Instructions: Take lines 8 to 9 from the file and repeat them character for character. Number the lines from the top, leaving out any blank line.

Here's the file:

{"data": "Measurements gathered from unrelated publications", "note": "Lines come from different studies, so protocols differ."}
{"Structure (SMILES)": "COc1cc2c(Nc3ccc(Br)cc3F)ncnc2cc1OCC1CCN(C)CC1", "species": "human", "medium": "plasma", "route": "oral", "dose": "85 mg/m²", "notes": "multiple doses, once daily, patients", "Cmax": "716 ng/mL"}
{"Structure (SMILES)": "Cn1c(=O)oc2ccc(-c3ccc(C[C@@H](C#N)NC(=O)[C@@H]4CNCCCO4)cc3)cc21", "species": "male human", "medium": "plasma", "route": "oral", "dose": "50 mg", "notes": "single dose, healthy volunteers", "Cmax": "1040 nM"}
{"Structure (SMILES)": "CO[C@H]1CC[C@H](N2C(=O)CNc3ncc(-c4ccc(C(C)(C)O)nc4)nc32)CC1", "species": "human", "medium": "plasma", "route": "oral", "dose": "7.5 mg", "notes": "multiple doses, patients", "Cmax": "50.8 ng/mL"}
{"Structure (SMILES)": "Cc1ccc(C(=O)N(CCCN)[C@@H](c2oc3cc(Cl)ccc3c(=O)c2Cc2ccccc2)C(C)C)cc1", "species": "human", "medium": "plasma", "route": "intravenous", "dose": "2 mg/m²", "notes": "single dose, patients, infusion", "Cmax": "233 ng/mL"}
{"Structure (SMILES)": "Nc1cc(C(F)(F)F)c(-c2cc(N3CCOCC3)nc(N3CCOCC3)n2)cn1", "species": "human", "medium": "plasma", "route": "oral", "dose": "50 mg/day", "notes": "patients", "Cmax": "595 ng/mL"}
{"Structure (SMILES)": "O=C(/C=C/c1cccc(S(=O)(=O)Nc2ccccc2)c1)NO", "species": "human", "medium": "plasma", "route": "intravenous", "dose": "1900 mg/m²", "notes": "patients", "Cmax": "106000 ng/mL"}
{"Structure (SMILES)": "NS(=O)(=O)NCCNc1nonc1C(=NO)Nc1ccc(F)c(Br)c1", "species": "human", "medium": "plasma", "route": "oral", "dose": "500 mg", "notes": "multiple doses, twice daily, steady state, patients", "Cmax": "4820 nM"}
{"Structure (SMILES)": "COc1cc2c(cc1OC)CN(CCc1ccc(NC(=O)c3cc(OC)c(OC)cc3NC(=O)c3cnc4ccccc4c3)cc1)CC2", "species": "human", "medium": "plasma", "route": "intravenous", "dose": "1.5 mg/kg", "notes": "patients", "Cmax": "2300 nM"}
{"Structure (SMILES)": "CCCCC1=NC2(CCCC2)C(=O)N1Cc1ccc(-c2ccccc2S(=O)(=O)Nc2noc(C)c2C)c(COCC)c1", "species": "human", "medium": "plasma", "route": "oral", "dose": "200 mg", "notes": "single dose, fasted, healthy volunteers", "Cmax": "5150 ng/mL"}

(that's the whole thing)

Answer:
{"Structure (SMILES)": "NS(=O)(=O)NCCNc1nonc1C(=NO)Nc1ccc(F)c(Br)c1", "species": "human", "medium": "plasma", "route": "oral", "dose": "500 mg", "notes": "multiple doses, twice daily, steady state, patients", "Cmax": "4820 nM"}
{"Structure (SMILES)": "COc1cc2c(cc1OC)CN(CCc1ccc(NC(=O)c3cc(OC)c(OC)cc3NC(=O)c3cnc4ccccc4c3)cc1)CC2", "species": "human", "medium": "plasma", "route": "intravenous", "dose": "1.5 mg/kg", "notes": "patients", "Cmax": "2300 nM"}